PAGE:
‘Crimea part of Ukraine, Russian presence a rumor’

Even as Yanukovich was speaking, the situation in Ukraine’s Russian-speaking Autonomous Republic of Crimea was increasingly getting out of the capital’s control. The Crimean parliament was forming a new regional government while local "self-defense squads" started actively patrolling strategic sites to prevent provocations from Ukrainian radical groups.

Yanukovich said he understands the concerns of Crimeans, who want to “protect their homes and families” from “bandits.”

However, he then urged the people of Crimea not to let any bloodshed or civil war happen. Crimea must remain a part of Ukraine while maintaining broad autonomy, Yanukovich said.

The fugitive president ruled out any possibility that he will ask Russia for military help to resolve the situation there. Also, there is no confirmed information about Russia’s alleged military presence in the region, Yanukovich said.

“I do not have any such official information,” he said. “I did not have it back then [in Ukraine], and there isn’t any now. This all has been on the level of some rumors spread by somebody,” he told journalists.

Yanukovich made it to Russia from Crimea thanks to “patriotically-minded officers,” who helped to “save his life.” He has not yet met with Russian President Vladimir Putin, but they have already talked over the phone.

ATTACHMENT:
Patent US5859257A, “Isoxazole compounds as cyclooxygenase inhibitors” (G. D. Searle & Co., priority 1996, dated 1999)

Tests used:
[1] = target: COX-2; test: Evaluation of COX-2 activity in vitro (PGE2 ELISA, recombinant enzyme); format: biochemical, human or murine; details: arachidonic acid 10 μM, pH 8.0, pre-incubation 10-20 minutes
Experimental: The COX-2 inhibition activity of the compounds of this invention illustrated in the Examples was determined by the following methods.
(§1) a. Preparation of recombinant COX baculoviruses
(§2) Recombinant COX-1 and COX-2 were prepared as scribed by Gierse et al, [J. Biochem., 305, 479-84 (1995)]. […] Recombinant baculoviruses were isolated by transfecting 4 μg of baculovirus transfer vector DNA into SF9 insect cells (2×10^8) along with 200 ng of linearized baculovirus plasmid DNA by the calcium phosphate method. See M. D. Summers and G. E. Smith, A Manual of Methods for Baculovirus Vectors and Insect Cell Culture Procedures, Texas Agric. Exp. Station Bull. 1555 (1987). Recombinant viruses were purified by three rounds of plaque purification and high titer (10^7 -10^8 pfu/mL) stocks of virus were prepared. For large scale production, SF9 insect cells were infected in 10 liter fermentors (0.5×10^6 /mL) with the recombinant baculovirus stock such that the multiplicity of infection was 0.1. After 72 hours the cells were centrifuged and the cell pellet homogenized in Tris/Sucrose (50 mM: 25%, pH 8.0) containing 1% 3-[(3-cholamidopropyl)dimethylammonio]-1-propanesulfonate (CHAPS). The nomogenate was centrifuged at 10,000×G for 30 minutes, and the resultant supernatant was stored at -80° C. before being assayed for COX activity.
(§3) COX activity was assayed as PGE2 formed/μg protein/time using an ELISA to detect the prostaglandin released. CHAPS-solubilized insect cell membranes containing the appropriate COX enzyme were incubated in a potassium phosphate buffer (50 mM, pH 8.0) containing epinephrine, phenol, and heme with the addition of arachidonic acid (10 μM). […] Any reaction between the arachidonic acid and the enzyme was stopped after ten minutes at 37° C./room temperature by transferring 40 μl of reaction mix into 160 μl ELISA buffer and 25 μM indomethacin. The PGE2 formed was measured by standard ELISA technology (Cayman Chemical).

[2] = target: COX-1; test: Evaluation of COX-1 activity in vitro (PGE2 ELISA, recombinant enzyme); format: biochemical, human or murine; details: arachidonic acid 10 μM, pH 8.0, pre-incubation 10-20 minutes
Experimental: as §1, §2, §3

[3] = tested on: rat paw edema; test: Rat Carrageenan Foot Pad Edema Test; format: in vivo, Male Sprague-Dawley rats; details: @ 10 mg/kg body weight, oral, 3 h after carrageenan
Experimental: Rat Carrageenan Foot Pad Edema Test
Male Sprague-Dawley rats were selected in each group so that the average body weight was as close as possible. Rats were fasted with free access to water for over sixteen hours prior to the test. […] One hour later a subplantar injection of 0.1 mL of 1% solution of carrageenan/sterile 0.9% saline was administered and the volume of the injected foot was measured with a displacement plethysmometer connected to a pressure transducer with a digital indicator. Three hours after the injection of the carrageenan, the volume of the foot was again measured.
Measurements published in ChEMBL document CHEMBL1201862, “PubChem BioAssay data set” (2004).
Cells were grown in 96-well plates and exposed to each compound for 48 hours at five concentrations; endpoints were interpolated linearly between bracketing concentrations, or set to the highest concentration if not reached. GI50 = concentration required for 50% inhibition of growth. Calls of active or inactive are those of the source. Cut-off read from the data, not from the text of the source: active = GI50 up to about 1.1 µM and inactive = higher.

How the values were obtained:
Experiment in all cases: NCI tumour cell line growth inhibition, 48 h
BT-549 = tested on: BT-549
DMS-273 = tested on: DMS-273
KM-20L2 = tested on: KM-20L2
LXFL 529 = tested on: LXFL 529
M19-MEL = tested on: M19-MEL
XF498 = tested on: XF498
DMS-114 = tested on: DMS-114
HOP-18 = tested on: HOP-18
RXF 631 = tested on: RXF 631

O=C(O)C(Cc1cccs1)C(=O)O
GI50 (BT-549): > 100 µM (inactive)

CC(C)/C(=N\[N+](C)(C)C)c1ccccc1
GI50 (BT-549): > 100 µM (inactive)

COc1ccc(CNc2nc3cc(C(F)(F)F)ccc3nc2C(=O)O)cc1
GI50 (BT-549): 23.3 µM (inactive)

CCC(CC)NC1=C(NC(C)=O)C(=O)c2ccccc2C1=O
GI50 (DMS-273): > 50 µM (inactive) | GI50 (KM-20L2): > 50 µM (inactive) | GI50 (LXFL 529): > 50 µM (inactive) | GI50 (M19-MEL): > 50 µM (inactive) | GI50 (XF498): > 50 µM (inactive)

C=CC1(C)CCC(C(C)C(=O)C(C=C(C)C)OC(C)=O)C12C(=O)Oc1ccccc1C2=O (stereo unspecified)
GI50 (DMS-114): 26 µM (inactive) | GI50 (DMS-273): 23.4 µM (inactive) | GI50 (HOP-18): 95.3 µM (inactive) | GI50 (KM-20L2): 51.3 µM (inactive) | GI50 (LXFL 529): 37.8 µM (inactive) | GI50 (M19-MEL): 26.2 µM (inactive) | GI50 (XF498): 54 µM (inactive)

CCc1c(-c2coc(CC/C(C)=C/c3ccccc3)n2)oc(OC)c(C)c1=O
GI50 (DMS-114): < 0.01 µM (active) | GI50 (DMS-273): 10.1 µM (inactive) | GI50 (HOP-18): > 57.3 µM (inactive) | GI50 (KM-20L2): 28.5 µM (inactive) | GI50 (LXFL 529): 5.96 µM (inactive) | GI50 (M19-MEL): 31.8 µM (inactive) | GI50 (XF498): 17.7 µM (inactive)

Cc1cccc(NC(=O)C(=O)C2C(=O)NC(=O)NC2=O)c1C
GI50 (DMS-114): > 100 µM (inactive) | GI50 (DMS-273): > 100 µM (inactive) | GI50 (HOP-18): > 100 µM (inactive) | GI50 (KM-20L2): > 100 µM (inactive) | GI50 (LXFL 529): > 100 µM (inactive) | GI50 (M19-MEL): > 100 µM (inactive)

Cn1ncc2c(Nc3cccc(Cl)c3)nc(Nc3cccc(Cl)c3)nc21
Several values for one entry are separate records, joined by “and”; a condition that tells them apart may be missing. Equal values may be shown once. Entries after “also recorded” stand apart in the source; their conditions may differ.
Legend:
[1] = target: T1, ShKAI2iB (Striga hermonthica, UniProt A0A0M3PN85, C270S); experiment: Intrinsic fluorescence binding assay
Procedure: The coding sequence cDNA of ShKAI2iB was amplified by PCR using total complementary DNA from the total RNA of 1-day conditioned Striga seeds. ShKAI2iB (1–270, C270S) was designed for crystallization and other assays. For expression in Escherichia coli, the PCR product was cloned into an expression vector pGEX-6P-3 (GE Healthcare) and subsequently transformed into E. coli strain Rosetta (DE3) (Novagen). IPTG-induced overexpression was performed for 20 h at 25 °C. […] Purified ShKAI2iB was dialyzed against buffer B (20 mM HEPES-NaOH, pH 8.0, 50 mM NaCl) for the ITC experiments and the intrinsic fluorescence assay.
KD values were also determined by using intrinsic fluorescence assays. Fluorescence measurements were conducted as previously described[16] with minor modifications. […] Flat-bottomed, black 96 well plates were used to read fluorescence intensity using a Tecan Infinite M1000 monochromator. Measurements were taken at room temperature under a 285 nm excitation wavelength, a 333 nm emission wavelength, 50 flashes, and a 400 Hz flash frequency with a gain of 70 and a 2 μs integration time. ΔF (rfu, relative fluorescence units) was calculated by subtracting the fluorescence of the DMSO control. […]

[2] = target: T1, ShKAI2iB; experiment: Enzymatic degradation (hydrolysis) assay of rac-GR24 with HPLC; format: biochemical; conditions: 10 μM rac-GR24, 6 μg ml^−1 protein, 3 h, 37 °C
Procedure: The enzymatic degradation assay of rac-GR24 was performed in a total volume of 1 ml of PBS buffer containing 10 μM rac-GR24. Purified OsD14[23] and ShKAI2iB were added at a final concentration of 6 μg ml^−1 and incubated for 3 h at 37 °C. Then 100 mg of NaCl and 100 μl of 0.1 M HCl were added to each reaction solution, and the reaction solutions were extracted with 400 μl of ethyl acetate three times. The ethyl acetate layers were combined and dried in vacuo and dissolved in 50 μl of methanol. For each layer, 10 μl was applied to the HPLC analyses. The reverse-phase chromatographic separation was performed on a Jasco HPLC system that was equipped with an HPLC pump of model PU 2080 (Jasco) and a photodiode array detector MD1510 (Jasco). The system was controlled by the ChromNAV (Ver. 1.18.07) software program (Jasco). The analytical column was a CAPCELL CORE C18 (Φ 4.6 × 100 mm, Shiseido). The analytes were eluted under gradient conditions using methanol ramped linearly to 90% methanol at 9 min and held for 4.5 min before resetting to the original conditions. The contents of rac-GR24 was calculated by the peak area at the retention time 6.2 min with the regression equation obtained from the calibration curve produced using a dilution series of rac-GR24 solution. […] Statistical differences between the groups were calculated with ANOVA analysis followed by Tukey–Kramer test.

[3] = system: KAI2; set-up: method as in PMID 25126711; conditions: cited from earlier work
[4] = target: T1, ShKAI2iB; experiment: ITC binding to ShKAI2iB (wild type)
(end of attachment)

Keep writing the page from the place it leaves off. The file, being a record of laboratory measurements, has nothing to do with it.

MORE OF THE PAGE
When asked why he chose to leave Ukraine for Rostov-on-Don, Yanukovich said that he has “an old friend there,” who can provide him with a “temporary safe haven.”

‘Russia cannot abandon Ukraine’

Yanukovich received a lot of questions on Russia’s role and possible actions in the Ukrainian crisis.

While saying “it is not correct” to tell Moscow what to do, Yanukovich said he believes “Russia cannot abandon Ukraine to its fate and should use all possible means to prevent chaos and terror in its neighboring country.”

With that, Yanukovich made it clear he was “categorically against any intervention into Ukraine and breach of its territorial integrity.”

“The truth will prevail,” Yanukovich said in an emotional conclusion to his comments to journalists, urging the politicians that have seized power in Kiev to “leave” for the sake of the Ukrainian people.

So far, there has been no indication that the new Ukrainian authorities are considering returning to a dialogue with what they consider an overthrown rival. A Kiev court on Friday issued an order for Yanukovich’s arrest, while the Ukrainian parliament (the Verkhovna Rada) earlier voted in favor of trying him at the ICC in The Hague for alleged “crimes against humanity during the recent peaceful protests.”

M.A.